Despite the lack of robust empirical evidence, a growing number of media reports attempt to link climate change to the ongoing violent conflicts in Syria and other parts of the world, as well as to the migration crisis in Europe. Exploiting bilateral data on asylum seeking applications for 157 countries over the period 2006–2015, we assess the determinants of refugee flows using a gravity model which accounts for endogenous selection in order to examine the causal link between climate, conflict and forced migration. Our results indicate that climatic conditions, by affecting drought severity and the likelihood of armed conflict, played a significant role as an explanatory factor for asylum seeking in the period 2011–2015. The effect of climate on conflict occurrence is particularly relevant for countries in Western Asia in the period 2010–2012 during when many countries were undergoing political transformation. This finding suggests that the impact of climate on conflict and asylum seeking flows is limited to specific time period and contexts.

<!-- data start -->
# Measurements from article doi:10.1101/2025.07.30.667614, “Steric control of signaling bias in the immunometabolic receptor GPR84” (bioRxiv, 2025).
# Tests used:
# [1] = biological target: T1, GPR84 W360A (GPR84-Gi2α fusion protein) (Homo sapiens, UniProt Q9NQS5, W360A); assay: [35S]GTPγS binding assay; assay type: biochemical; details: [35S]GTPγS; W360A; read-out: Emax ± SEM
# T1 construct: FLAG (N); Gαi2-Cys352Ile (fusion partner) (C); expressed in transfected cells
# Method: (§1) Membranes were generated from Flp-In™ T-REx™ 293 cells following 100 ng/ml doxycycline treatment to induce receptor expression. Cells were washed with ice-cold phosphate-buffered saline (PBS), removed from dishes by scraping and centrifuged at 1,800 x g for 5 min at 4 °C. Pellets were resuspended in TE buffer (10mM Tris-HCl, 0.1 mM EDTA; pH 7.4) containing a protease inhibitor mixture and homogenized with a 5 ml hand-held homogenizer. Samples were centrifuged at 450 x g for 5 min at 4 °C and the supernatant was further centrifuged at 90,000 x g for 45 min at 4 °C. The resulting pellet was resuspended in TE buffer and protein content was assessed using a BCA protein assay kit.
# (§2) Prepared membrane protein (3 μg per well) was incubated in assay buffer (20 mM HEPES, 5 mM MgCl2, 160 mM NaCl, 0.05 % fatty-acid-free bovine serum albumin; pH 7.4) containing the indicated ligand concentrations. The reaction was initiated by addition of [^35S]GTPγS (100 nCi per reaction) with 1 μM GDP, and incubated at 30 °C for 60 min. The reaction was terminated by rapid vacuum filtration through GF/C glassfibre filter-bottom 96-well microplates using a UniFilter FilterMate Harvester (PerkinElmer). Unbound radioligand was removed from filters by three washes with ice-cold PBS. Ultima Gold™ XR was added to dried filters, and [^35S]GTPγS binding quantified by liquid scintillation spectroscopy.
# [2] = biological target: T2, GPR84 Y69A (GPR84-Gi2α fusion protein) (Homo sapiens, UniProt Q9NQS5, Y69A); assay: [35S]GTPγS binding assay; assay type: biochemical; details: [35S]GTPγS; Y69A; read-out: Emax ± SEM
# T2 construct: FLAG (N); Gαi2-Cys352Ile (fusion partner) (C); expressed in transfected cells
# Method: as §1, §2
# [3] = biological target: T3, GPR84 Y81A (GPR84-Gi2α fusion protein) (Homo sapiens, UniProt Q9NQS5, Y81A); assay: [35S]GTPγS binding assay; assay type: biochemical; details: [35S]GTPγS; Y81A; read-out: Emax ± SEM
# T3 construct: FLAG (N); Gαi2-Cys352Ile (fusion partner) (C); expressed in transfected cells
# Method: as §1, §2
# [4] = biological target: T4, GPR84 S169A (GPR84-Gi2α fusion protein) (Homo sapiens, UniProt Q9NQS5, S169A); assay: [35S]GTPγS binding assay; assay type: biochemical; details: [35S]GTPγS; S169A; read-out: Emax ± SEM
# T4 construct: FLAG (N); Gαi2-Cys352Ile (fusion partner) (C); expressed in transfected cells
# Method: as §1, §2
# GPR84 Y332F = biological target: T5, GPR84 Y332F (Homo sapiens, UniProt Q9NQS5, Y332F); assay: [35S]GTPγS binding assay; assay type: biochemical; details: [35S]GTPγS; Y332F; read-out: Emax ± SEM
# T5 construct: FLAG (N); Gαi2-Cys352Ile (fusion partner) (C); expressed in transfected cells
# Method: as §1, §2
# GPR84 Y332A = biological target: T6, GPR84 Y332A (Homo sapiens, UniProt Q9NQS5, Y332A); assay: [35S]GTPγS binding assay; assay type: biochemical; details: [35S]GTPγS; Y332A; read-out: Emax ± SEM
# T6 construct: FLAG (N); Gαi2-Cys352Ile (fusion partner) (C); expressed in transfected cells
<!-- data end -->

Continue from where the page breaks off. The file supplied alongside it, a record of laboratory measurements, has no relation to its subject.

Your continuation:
Jesús Crespo Cuaresma
Professor of economics
WU Institute for Macroeconomics
Converting Geospatial Observations into Socioeconomic Data
NOMIS RESEARCH PROJECT